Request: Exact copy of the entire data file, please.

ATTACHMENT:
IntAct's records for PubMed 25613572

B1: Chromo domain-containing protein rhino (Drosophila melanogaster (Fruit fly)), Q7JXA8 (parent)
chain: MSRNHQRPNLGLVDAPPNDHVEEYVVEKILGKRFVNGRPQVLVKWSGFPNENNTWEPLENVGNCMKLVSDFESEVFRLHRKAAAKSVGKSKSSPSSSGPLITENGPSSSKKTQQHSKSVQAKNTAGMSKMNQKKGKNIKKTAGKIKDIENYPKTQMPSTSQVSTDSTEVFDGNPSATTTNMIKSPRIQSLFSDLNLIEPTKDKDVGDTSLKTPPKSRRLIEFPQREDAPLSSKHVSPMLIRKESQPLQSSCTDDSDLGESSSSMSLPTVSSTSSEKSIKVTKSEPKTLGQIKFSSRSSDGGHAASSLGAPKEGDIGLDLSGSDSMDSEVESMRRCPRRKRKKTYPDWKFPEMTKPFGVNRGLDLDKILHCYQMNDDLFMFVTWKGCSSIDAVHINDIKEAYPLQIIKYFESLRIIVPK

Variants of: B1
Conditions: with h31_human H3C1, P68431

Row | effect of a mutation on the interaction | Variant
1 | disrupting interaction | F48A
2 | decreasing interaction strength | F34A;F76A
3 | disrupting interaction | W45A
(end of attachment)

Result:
IntAct's records for PubMed 25613572

B1: Chromo domain-containing protein rhino (Drosophila melanogaster (Fruit fly)), Q7JXA8 (parent)
chain: MSRNHQRPNLGLVDAPPNDHVEEYVVEKILGKRFVNGRPQVLVKWSGFPNENNTWEPLENVGNCMKLVSDFESEVFRLHRKAAAKSVGKSKSSPSSSGPLITENGPSSSKKTQQHSKSVQAKNTAGMSKMNQKKGKNIKKTAGKIKDIENYPKTQMPSTSQVSTDSTEVFDGNPSATTTNMIKSPRIQSLFSDLNLIEPTKDKDVGDTSLKTPPKSRRLIEFPQREDAPLSSKHVSPMLIRKESQPLQSSCTDDSDLGESSSSMSLPTVSSTSSEKSIKVTKSEPKTLGQIKFSSRSSDGGHAASSLGAPKEGDIGLDLSGSDSMDSEVESMRRCPRRKRKKTYPDWKFPEMTKPFGVNRGLDLDKILHCYQMNDDLFMFVTWKGCSSIDAVHINDIKEAYPLQIIKYFESLRIIVPK

Variants of: B1
Conditions: with h31_human H3C1, P68431

Row | effect of a mutation on the interaction | Variant
1 | disrupting interaction | F48A
2 | decreasing interaction strength | F34A;F76A
3 | disrupting interaction | W45A